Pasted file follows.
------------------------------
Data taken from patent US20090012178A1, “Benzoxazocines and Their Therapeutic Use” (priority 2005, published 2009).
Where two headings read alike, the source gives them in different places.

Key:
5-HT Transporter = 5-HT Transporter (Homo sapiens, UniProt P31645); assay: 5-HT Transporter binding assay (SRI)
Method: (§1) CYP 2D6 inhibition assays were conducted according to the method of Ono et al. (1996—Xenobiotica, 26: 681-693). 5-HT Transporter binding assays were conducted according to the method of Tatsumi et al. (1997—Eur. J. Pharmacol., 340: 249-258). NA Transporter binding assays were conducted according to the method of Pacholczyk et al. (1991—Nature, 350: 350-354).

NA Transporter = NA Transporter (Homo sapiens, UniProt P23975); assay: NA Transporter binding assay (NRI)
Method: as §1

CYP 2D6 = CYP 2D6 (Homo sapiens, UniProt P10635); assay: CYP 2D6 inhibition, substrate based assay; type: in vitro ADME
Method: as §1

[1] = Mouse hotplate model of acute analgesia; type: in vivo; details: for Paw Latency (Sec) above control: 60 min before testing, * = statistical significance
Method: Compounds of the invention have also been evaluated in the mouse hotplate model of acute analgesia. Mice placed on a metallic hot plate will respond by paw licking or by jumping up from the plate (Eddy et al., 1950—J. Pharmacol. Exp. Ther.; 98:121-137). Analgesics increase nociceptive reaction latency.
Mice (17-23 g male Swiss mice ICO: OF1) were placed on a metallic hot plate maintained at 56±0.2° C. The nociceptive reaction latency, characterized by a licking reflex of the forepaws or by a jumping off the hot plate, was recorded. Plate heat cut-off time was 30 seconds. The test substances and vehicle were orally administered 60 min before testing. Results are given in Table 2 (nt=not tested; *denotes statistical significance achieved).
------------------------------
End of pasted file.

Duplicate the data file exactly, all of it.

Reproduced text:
Data taken from patent US20090012178A1, “Benzoxazocines and Their Therapeutic Use” (priority 2005, published 2009).
Where two headings read alike, the source gives them in different places.

Key:
5-HT Transporter = 5-HT Transporter (Homo sapiens, UniProt P31645); assay: 5-HT Transporter binding assay (SRI)
Method: (§1) CYP 2D6 inhibition assays were conducted according to the method of Ono et al. (1996—Xenobiotica, 26: 681-693). 5-HT Transporter binding assays were conducted according to the method of Tatsumi et al. (1997—Eur. J. Pharmacol., 340: 249-258). NA Transporter binding assays were conducted according to the method of Pacholczyk et al. (1991—Nature, 350: 350-354).

NA Transporter = NA Transporter (Homo sapiens, UniProt P23975); assay: NA Transporter binding assay (NRI)
Method: as §1

CYP 2D6 = CYP 2D6 (Homo sapiens, UniProt P10635); assay: CYP 2D6 inhibition, substrate based assay; type: in vitro ADME
Method: as §1

[1] = Mouse hotplate model of acute analgesia; type: in vivo; details: for Paw Latency (Sec) above control: 60 min before testing, * = statistical significance
Method: Compounds of the invention have also been evaluated in the mouse hotplate model of acute analgesia. Mice placed on a metallic hot plate will respond by paw licking or by jumping up from the plate (Eddy et al., 1950—J. Pharmacol. Exp. Ther.; 98:121-137). Analgesics increase nociceptive reaction latency.
Mice (17-23 g male Swiss mice ICO: OF1) were placed on a metallic hot plate maintained at 56±0.2° C. The nociceptive reaction latency, characterized by a licking reflex of the forepaws or by a jumping off the hot plate, was recorded. Plate heat cut-off time was 30 seconds. The test substances and vehicle were orally administered 60 min before testing. Results are given in Table 2 (nt=not tested; *denotes statistical significance achieved).